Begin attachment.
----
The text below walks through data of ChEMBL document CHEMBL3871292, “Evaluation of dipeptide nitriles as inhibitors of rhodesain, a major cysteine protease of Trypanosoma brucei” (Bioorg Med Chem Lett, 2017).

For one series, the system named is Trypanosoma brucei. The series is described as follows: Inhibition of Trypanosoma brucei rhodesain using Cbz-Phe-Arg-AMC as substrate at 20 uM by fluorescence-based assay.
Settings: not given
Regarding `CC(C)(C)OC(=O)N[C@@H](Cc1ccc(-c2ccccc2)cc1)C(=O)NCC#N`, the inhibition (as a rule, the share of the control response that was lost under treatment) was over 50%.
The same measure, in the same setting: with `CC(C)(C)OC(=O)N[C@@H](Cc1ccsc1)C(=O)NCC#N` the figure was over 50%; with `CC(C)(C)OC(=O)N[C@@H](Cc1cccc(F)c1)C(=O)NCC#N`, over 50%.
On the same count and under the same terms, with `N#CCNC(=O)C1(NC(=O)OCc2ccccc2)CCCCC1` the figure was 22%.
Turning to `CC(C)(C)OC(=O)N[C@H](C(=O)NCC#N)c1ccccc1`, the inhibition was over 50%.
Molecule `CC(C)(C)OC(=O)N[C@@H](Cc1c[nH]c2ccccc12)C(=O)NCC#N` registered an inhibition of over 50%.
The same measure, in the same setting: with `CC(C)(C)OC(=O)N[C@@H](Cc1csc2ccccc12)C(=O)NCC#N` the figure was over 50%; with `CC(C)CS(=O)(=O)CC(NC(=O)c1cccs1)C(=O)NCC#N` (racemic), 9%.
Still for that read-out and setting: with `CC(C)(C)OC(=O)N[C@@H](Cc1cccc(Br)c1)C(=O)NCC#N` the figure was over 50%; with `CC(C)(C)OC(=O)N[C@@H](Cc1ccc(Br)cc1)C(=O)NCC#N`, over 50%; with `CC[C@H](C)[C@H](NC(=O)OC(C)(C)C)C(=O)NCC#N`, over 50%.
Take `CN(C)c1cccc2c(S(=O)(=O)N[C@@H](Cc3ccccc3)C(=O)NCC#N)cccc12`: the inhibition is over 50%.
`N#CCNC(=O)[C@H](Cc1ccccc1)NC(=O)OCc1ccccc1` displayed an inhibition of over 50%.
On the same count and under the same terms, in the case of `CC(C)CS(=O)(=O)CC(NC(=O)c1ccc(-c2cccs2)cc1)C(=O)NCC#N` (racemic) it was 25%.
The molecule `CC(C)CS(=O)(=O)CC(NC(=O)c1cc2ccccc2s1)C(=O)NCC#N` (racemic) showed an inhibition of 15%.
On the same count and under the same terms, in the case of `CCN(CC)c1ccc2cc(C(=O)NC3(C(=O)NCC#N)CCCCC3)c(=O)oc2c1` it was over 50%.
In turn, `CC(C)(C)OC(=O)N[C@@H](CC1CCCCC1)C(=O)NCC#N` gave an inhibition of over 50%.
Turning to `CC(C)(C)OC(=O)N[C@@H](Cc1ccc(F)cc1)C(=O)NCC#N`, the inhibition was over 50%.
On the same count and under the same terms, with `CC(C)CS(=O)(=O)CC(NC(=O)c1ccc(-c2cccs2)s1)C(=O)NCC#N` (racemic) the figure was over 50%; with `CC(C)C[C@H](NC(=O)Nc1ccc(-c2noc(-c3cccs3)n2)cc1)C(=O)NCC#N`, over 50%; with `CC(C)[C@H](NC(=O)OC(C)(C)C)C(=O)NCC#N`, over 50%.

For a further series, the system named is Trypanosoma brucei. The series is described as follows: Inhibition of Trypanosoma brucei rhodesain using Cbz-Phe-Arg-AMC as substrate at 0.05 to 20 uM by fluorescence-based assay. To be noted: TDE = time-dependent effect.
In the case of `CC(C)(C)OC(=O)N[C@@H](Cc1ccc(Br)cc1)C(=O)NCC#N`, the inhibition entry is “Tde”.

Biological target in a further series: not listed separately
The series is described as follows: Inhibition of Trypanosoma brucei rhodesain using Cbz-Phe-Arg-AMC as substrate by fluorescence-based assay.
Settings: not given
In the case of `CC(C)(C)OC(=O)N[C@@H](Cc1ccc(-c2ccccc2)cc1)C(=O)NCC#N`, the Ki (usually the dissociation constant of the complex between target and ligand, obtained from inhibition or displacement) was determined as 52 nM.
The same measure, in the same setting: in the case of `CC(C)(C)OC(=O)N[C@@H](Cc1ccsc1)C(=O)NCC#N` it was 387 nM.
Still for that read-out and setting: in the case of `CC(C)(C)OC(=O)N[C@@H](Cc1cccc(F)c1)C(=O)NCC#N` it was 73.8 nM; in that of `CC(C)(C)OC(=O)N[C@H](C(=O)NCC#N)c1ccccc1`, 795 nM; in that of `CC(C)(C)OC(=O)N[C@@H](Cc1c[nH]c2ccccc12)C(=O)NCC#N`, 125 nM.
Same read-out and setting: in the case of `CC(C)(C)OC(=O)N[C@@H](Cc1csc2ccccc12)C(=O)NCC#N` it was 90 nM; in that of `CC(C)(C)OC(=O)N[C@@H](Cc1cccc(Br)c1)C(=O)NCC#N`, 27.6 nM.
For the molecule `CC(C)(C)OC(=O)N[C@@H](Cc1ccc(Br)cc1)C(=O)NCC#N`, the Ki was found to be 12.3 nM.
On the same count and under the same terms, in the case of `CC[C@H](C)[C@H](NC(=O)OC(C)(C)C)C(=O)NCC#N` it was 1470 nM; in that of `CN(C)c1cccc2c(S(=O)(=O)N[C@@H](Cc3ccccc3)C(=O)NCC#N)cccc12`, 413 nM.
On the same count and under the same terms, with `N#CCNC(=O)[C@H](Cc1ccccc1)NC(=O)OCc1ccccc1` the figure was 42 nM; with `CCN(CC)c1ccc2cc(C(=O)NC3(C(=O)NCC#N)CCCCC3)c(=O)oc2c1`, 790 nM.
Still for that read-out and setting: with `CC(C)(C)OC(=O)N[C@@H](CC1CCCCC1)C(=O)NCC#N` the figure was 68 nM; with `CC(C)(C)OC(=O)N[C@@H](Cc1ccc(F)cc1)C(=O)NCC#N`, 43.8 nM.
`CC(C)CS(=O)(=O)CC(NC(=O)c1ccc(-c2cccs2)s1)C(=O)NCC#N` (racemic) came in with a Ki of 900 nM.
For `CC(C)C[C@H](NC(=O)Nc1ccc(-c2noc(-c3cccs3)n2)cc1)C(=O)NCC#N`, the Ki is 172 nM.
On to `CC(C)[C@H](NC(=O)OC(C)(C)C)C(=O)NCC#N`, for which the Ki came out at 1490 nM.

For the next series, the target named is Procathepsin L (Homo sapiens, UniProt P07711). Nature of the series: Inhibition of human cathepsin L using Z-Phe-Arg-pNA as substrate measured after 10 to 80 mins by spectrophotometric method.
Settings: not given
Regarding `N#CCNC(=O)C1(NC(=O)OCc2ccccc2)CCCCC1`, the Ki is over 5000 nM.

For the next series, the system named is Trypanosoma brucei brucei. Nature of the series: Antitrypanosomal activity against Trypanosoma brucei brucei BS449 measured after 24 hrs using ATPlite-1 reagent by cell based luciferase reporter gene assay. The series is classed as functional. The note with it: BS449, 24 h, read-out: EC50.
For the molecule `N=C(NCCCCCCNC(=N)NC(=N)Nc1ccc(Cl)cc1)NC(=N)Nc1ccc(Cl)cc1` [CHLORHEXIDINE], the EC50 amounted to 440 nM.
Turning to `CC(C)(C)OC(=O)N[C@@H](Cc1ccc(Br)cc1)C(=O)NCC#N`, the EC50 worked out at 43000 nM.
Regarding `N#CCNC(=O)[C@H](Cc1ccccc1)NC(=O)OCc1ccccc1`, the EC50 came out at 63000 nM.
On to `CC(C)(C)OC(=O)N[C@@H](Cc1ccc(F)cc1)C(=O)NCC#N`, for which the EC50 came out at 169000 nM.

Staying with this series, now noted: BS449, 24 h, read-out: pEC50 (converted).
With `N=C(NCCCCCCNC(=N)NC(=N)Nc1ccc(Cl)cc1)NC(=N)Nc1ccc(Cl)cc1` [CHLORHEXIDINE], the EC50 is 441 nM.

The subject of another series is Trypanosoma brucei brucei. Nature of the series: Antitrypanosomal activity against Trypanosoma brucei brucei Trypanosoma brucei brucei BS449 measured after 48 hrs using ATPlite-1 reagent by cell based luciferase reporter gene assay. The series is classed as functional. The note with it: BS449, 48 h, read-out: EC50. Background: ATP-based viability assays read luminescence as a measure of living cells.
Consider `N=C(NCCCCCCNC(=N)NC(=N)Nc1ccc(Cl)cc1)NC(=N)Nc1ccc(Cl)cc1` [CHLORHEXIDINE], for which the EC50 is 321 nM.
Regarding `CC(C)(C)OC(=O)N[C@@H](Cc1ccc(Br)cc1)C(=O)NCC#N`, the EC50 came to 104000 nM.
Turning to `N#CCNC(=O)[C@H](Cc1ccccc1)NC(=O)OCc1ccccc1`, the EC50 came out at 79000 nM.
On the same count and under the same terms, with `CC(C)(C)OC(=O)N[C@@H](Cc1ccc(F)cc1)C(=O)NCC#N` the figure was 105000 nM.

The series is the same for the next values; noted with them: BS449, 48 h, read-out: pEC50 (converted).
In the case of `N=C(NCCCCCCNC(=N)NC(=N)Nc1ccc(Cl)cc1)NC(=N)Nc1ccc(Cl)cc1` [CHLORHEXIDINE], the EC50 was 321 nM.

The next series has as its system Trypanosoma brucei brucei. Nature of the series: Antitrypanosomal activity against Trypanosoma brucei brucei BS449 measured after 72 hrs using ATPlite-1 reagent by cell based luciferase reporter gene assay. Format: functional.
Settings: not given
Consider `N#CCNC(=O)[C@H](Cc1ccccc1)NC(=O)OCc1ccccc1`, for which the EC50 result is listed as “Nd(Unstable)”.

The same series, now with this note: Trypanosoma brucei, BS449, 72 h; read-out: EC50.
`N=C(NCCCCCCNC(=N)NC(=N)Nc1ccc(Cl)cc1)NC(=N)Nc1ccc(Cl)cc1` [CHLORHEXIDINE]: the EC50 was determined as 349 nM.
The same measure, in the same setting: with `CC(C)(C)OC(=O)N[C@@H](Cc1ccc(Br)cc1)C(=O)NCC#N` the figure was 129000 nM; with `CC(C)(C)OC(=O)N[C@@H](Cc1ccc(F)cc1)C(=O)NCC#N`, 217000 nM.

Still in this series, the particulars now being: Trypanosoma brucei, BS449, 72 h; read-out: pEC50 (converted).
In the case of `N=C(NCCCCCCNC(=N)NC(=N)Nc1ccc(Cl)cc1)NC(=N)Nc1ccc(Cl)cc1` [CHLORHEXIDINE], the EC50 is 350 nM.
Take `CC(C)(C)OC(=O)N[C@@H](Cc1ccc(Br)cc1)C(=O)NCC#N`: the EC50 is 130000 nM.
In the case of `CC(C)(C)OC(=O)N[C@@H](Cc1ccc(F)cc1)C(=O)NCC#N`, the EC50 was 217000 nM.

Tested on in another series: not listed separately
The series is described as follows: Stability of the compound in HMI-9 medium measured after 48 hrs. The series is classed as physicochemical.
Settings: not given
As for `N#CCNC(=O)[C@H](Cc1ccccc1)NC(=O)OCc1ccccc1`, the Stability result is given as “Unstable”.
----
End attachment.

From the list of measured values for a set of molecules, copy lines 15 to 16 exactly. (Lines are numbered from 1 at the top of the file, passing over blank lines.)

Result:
On the same count and under the same terms, in the case of `CCN(CC)c1ccc2cc(C(=O)NC3(C(=O)NCC#N)CCCCC3)c(=O)oc2c1` it was over 50%.
In turn, `CC(C)(C)OC(=O)N[C@@H](CC1CCCCC1)C(=O)NCC#N` gave an inhibition of over 50%.